Book Excerpt – Keep It Simple, Do Your Homework, and Focus On What’s Inside Your Four Walls

Keith Paul and his wife, Heather, opened their first restaurant in 2000. Now they own A Good Egg Dining Group, which has six restaurants and a catering business. We had a hard time narrowing down Keith’s interview to the points below. There is so much wisdom in his philosophies of focusing on his staff’s happiness, and on what’s inside each restaurant’s four walls. If you don’t pay attention to this advice, you’re just plain missing out…

It Doesn’t Have To Be Rocket Science (Keith and Heather went into the business with this philosophy. Needless to say, it has worked) – Let’s make sure that everybody that works for us is completely happy. We’ll do what we can for them. We’re going to take a vested interest in their personal life, their family life. And we’re not going to spend a bunch of money on traditional advertising. We’re not going to buy newspaper and radio and TV ads. We’re gonna just concentrate on what’s going on inside the four walls. And never, ever…if times are slow, we’ll never even think about skimping on quality of food, of silverware, of glassware…anything. So we’ve always stuck to those values and principles.

You Don’t Know It All – We encourage everybody to be themselves. Even the servers – we want their individual personalities to come out. Anybody that wants to speak up…we just promote that creativity. We want to hear ideas from dishwashers, from servers, chefs, cooks, managers, partners. We want to hear it all. Because we don’t know everything. So we want them to speak up. If they tell us they all need to come in fifteen minutes early to get their shift duties done, and their opening duties done, and that it will help the guest experience, then they’ve got our support, and so that whole thing just comes together. And then we’ll pick up those ideas and incorporate them throughout our group. And that’s just coming from…you know, we started out as a one unit, independent restaurant. And even if we had fifty restaurants, we’re going to stick to…we don’t want that corporate feeling.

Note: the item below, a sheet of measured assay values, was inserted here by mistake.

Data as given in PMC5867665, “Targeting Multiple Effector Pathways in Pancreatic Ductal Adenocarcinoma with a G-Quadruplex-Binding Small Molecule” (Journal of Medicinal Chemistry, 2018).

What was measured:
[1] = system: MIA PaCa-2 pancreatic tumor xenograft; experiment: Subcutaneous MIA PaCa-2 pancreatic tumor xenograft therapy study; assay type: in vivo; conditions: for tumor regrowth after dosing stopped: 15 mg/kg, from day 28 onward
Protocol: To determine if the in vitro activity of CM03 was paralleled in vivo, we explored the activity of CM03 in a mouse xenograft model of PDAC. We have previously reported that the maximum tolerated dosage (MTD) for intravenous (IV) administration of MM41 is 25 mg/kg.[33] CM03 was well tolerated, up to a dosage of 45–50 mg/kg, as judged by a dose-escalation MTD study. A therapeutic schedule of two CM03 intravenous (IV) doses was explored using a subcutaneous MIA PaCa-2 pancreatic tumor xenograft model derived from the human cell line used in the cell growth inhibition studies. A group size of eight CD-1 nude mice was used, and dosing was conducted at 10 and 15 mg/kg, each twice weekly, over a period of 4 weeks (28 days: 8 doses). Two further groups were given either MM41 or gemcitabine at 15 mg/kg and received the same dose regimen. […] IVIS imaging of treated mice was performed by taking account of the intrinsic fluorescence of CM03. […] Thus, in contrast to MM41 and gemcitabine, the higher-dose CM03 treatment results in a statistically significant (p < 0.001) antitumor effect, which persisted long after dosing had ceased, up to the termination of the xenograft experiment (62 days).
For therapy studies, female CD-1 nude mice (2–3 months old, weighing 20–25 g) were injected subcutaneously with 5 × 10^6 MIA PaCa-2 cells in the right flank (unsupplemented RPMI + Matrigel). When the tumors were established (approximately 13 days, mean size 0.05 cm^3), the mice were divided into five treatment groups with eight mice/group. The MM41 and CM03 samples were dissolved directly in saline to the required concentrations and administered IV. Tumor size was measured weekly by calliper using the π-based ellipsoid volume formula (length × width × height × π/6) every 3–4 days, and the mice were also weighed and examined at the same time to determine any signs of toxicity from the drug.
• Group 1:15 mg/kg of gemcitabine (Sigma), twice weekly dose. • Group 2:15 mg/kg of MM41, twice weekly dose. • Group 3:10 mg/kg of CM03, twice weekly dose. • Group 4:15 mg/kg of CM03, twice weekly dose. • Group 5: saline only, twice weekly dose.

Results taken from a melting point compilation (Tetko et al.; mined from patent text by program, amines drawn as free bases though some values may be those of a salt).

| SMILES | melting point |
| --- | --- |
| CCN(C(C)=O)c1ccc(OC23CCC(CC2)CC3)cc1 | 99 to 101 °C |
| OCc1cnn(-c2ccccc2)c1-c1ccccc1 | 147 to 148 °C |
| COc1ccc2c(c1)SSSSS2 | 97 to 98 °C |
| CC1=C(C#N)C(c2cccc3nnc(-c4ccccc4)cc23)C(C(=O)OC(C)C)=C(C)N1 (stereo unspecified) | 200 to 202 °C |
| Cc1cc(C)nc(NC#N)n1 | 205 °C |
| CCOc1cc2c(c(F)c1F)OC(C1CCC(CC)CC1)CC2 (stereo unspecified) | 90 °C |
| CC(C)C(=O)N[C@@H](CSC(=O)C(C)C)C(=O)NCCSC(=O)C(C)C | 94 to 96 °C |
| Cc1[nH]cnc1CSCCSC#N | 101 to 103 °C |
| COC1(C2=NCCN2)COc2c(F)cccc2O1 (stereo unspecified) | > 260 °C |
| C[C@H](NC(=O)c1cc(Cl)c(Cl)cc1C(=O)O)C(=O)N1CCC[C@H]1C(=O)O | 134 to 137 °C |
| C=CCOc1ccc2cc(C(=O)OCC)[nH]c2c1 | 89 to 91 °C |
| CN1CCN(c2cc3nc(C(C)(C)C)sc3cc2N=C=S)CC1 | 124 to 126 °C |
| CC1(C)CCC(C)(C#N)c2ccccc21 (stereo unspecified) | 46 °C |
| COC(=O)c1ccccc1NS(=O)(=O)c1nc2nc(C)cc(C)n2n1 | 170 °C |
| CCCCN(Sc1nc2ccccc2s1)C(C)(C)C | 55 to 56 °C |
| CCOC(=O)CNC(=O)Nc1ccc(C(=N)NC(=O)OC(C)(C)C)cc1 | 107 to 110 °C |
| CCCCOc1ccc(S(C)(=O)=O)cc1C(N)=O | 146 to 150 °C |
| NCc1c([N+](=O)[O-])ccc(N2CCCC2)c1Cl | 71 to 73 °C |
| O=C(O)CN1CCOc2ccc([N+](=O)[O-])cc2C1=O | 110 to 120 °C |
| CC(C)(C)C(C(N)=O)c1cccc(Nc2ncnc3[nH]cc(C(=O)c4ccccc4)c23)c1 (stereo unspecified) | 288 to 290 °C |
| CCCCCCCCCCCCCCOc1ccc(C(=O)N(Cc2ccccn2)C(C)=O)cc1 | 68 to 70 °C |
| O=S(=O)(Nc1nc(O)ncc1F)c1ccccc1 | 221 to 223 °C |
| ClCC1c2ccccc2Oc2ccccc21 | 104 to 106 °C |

Foster Your Staff Members’ Growth – As far as career opportunities, we do our best to promote from within. And that goes back to just listening to our employees. We try to be in the stores as much as we can, and we want them to tell us what they want to do with their lives. We want them to tell us that, yeah, they’re in school now, and they’re degree is in education. However, when they graduate they’d love to move from Cheever’s over to Red Prime Steakhouse and learn more about wine, and possibly take their Sommelier test. If someone comes to us and wants to travel, and go to seminars, and do all of these things, we encourage that. We want people to explain why they want to do it, and what’s in it for them, what’s in it for us. We know all of these things, but we want to make sure they know it, and can see the educational advantages. And if so, we’re definitely going to pay for it.

Be Careful Spending Money On Advertising – When we were starting out with Cheever’s and Iron Starr, we didn’t have the money to do any advertising. So that’s about 50 % of the reason that we didn’t do it. The other half of that is…I learned from being on the distribution side that’s it’s almost impossible to advertise or promote for one unit, or even two units. I didn’t believe in spending money on TV, radio, or newspaper that would reach people that were fifty miles away from me. I’m actually paying for that, but those people aren’t going to come visit my restaurant. I knew that the core customers were within a five to ten mile radius, max. So I wasn’t going to do that traditional stuff.